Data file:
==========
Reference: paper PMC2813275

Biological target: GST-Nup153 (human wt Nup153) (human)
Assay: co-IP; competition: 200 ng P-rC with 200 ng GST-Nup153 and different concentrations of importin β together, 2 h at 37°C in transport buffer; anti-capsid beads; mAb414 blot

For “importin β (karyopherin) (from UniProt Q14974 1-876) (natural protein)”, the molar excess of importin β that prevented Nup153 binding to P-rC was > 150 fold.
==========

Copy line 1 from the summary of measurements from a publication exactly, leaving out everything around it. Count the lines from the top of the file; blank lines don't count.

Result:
Reference: paper PMC2813275